|Who is it?||American Philosopher|
|Birth Day||February 21, 1921|
|Birth Place||Baltimore, United States|
|Age||99 YEARS OLD|
|Died On||November 24, 2002(2002-11-24) (aged 81)\nLexington, Massachusetts, U.S.|
|Alma mater||Princeton University|
|Awards||Rolf Schock Prizes in Logic and Philosophy (1999)|
|School||Analytic Social liberalism|
|Institutions||As faculty member Harvard Cornell MIT As fellow Christ Church, Oxford|
|Main interests||Political philosophy Justice Politics Social contract theory|
|Notable ideas||Justice as fairness Original position Reflective equilibrium Overlapping consensus Public reason Liberal neutrality Veil of ignorance Primary goods Telishment|
Two of his brothers died in childhood because they had contracted fatal illnesses from him.... In 1928, the seven-year-old Rawls contracted diphtheria. His brother Bobby, younger by 20 months, visited him in his room and was fatally infected. The next winter, Rawls contracted pneumonia. Another younger brother, Tommy, caught the illness from him and died.
John Bordley Rawls (//; February 21, 1921 – November 24, 2002) was an American moral and political Philosopher in the liberal tradition. He held the James Bryant Conant University Professorship at Harvard University and the Fulbright Fellowship at the University of Oxford. Rawls received both the Schock Prize for Logic and Philosophy and the National Humanities Medal in 1999, the latter presented by President Bill Clinton, in recognition of how Rawls's work "helped a whole generation of learned Americans revive their faith in democracy itself."
Rawls attended the Calvert School in Baltimore for six years, before transferring to the Kent School, an Episcopalian preparatory school in Connecticut. Upon graduation in 1939, Rawls attended Princeton University where he graduated summa cum laude and was accepted into The Ivy Club and the American Whig-Cliosophic Society. During his last two years at Princeton, he "became deeply concerned with theology and its doctrines." He considered attending a seminary to study for the Episcopal priesthood and wrote an "intensely religious senior thesis (BI)." At Princeton, Rawls was influenced by Norman Malcolm, Wittgenstein's student.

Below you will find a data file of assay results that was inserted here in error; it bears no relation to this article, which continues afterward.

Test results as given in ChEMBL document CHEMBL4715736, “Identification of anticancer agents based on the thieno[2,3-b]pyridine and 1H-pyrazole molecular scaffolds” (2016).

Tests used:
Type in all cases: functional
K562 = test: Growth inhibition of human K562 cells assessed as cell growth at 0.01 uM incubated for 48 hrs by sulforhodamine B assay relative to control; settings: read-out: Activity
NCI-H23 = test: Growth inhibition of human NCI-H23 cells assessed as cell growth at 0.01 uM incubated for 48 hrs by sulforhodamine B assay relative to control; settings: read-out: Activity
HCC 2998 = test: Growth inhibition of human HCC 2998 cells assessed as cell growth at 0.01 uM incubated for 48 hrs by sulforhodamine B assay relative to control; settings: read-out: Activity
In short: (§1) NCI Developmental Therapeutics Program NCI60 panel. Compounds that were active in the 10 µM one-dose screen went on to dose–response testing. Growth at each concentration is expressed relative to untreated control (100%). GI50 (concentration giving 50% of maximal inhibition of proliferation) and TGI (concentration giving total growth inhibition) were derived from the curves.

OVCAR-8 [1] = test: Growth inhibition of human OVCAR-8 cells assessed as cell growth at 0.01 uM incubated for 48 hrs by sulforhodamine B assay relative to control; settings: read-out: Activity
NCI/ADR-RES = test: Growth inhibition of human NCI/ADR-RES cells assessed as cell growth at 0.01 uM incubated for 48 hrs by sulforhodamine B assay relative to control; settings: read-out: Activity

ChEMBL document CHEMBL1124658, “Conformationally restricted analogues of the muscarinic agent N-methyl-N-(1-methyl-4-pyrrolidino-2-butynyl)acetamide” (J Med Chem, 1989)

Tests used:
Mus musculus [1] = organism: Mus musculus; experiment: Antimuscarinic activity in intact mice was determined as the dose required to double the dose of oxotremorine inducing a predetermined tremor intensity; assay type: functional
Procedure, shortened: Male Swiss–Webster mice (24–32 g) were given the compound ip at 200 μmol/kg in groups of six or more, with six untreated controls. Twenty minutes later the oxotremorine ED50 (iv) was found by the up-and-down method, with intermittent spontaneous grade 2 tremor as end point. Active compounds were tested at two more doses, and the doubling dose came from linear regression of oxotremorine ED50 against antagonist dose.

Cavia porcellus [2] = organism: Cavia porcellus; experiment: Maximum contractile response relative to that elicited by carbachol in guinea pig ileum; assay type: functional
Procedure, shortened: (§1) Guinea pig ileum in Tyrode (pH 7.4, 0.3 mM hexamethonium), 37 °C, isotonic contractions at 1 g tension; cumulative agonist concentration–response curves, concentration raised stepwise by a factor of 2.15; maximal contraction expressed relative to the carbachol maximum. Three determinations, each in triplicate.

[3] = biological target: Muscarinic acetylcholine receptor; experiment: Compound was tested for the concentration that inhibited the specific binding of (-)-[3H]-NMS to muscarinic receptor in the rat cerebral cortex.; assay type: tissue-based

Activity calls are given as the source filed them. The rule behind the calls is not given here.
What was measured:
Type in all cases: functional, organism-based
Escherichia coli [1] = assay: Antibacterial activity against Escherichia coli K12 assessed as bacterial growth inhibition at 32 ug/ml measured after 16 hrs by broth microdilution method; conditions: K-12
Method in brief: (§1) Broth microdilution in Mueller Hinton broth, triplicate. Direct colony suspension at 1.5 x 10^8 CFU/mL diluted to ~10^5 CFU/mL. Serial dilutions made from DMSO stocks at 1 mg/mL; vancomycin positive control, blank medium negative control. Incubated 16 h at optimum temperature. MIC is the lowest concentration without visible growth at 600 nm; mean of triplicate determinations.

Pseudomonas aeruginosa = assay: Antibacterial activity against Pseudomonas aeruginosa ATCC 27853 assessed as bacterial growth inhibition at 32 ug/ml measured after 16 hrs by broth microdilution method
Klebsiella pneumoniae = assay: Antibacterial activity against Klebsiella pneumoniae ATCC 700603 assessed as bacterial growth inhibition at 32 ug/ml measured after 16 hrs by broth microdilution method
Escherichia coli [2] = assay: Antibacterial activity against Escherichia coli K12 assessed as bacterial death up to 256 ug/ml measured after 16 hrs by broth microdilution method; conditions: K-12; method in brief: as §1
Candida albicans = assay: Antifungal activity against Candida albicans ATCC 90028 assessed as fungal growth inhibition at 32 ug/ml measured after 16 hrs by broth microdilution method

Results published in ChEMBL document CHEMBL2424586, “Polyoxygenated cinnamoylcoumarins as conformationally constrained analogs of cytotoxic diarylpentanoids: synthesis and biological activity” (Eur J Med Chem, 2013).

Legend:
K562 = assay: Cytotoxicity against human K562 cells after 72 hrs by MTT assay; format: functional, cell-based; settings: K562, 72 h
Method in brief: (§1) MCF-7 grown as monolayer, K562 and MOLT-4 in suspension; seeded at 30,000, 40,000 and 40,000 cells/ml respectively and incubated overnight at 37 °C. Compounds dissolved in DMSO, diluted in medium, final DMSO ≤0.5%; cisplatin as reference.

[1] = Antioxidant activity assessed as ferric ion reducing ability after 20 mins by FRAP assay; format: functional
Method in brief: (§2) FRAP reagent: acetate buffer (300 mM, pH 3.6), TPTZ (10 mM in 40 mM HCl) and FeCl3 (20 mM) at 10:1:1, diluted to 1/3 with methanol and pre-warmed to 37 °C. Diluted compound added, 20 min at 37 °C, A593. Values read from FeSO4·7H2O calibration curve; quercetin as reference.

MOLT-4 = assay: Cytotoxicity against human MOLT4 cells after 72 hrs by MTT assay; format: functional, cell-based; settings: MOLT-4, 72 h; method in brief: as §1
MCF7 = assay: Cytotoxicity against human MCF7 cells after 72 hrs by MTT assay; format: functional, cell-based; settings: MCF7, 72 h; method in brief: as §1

He completed his Bachelor of Arts degree in 1943, and enlisted in the Army in February of that year.
In early 1946, Rawls returned to Princeton to pursue a doctorate in moral philosophy.
He married Margaret Fox, a Brown University graduate, in 1949.
After earning his PhD from Princeton in 1950, Rawls taught there until 1952 when he received a Fulbright Fellowship to Oxford University (Christ Church), where he was influenced by the liberal political theorist and Historian Isaiah Berlin and the legal theorist H. L. A. Hart. After returning to the United States he served first as an assistant and then associate professor at Cornell University. In 1962 he became a full professor of philosophy at Cornell, and soon achieved a tenured position at MIT. That same year he moved to Harvard University, where he taught for almost forty years and where he trained some of the leading contemporary figures in moral and political philosophy, including Thomas Nagel, Allan Gibbard, Onora O'Neill, Adrian Piper, Elizabeth S. Anderson, Christine Korsgaard, Susan Neiman, Claudia Card, Thomas Pogge, T.M. Scanlon, Barbara Herman, Joshua Cohen, Thomas E. Hill, Jr., Gurcharan Das, Andreas Teuber, Samuel Freeman and Paul Weithman.